7 Ways to Create Better Typography for Your PowerPoint Presentation
PowerPoint is an excellent tool for communication used by presenters across numerous industries. And, though images are a great way to make your PowerPoint presentations memorable, at the end of the day it’s the written text that is the glue holding your message together.
This makes the typography the most important visual element in your entire presentation. How you present your type… the fonts, colors and point sizes… can make or break your entire presentation. With this in mind, here are 7 ways you can create better typography for your PowerPoint presentation. These tips will ensure a more polished and professional-looking piece.
Go Big or Go Home
There are a few things you don’t want your audience to do during your presentation: talk, sleep, and squint. There will be certain slides that your audience will need to carefully read, so make it easy for them. Never use a point size smaller than 12, and ideally, use fonts in the 16-18 range. When your audience doesn’t have to struggle to read your text, they can pay better attention and absorb your entire message.
Make Your Headlines Bold
Headlines are meant to really grab attention, and they can hardly do that when they blend in with the text around them. While your body copy should be 16-18 point (14 if you are really having space issues) your headlines should be 20-24 point.
Let Your Text Breathe
Whether it’s in a PowerPoint slide or a newspaper article, no reader enjoys seeing big, chunky blocks of text. It causes the same anxious, exhausted feeling people get when they see a big hill they have to climb. It’s important to let your text “breathe” by adjusting the space between lines. Generally, a line spacing of 1.1 – 1.5 will open up your text and make it more inviting to read.
Do NOT Get All Fancy with Your Fonts
Many people like to get creative with their PowerPoint presentations, and often this can be a good thing. But it can also end up biting you in the you-know-what, especially if you get all fancy with your font selections. It’s best to stick with standard Serif font faces such as Arial, Verdana, and Trebuchet. The trouble with straying from these standard fonts is, should you move your presentation between computers, you could run into problems when a particular device does not have the font installed. Play it safe and go standard.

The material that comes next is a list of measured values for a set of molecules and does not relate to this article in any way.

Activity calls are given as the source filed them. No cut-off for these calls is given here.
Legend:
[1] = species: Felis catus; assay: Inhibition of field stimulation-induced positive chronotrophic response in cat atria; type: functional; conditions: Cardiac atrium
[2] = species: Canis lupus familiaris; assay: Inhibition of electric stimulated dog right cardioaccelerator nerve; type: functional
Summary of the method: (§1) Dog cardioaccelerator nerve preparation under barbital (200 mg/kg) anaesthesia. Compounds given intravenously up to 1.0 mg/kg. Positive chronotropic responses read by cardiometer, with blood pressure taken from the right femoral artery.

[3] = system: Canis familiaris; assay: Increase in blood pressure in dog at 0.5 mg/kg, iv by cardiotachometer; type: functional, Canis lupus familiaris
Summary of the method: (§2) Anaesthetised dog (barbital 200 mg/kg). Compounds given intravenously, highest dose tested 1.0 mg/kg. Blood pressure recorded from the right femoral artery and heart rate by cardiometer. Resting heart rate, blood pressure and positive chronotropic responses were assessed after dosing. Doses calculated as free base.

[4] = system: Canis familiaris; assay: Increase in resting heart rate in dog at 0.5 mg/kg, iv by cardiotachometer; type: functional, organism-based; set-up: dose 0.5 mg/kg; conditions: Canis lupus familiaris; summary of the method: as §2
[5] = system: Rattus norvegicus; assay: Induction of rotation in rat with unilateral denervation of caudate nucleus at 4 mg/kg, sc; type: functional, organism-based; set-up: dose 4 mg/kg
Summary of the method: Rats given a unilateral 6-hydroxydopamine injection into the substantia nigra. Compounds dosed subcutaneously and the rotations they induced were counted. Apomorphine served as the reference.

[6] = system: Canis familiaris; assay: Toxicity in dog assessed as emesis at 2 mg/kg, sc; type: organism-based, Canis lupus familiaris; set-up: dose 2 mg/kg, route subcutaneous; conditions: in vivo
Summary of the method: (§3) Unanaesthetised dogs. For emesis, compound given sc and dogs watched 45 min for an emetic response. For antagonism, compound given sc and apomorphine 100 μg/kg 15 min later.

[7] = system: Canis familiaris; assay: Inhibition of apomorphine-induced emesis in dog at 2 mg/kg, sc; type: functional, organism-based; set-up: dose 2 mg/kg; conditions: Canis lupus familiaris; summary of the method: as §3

Now you may be wondering why I have not included standard Serif fonts like Times New Roman and Georgia. That is because there is now a common school of thought that, while those fonts look great in print, they are a bit harder to read on digital screens because of their more decorative nature.
Pick Contrasting Font Colors
It’s important to select font colors that contrast with the background. If your slides have a white background, black and dark versions of blue and red work really well. For dark background, plain ol’ white is your best option, though pale blues and yellow can also work quite well.
AVOID AT ALL COSTS: Any black and red combination or similar color combinations such as an orange background with yellow text, or a dark blue background with light blue text.
Don’t Use the Same Old Boring Bullet Point
Admittedly, bullet points are a great way to present important bits of information during your PowerPoint presentation, no argument there. But here is an opportunity where you can get a bit creative and gain some audience interest.
- Make the bullet point a different color than the text. This is a great way to draw your audience members’ eyes to important text.
- You could also make each bullet line a different color. This works particularly well when your bullets are spaced strategically throughout your slides.
- Also, PowerPoint allows for a variety of pre-installed symbols and even imported graphics, so consider using different shapes for your bullets!
The most important rule in design, no matter the medium, is consistency. Whichever way you choose to design your master template, STICK WITH IT for the entire presentation. If you decide to go with 22-point Verdana for the headline font, 18-point Arial as the body font, and colorful bullet points, use that combination throughout your entire presentation. This goes for positioning of text as well, not just size and color. Nothing screams amateur PowerPoint designer more than text fields that jump around from slide to slide.
No one said giving a presentation was easy, and I’ve clearly just illustrated there’s even more work involved than you may have originally thought. The good news is, by putting some extra thought into your PowerPoint slides and following these typography tips, you will taste success every time.